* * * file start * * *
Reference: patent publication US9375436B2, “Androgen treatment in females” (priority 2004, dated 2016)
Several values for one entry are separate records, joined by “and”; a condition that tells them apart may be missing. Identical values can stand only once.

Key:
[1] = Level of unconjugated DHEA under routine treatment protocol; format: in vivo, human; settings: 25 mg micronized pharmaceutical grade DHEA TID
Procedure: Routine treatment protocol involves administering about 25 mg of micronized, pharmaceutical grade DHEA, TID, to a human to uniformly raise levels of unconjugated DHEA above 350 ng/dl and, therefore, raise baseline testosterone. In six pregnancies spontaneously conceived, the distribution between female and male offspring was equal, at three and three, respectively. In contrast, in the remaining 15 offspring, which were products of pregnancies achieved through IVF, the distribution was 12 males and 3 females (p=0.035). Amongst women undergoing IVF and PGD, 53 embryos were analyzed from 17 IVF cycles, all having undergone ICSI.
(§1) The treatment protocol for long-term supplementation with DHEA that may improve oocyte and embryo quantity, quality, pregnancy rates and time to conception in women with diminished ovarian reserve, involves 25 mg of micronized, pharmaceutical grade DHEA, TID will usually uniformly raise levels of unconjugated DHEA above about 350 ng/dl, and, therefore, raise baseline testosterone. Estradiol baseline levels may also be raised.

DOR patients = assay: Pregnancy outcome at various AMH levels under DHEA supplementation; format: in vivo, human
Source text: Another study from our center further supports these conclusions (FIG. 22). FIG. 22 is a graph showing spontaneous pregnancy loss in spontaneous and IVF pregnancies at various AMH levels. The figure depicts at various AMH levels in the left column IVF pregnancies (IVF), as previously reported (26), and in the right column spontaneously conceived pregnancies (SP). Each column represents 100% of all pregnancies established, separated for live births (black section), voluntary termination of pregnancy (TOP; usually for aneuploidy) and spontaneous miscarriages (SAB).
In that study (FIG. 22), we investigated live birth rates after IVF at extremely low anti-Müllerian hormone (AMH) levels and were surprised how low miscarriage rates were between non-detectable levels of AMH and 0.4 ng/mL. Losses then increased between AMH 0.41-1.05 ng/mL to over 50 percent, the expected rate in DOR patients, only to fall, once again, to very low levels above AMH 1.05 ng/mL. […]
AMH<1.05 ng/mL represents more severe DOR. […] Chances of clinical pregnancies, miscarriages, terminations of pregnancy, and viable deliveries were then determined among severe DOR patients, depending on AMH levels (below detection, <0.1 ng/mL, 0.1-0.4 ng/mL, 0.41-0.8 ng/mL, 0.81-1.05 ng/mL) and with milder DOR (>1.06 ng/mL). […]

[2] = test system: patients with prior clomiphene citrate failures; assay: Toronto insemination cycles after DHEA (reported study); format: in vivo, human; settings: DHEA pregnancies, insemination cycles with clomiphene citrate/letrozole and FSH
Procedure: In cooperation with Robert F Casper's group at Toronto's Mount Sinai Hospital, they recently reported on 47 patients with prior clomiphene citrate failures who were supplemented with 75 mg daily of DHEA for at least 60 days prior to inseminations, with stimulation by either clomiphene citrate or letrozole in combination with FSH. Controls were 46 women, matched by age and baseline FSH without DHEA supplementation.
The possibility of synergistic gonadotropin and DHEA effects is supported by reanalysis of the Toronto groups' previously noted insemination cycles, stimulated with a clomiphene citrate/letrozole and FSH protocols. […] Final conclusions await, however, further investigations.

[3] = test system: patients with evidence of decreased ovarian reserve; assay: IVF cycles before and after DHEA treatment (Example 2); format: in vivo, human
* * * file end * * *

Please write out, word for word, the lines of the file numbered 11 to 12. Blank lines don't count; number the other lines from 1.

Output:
[2] = test system: patients with prior clomiphene citrate failures; assay: Toronto insemination cycles after DHEA (reported study); format: in vivo, human; settings: DHEA pregnancies, insemination cycles with clomiphene citrate/letrozole and FSH
Procedure: In cooperation with Robert F Casper's group at Toronto's Mount Sinai Hospital, they recently reported on 47 patients with prior clomiphene citrate failures who were supplemented with 75 mg daily of DHEA for at least 60 days prior to inseminations, with stimulation by either clomiphene citrate or letrozole in combination with FSH. Controls were 46 women, matched by age and baseline FSH without DHEA supplementation.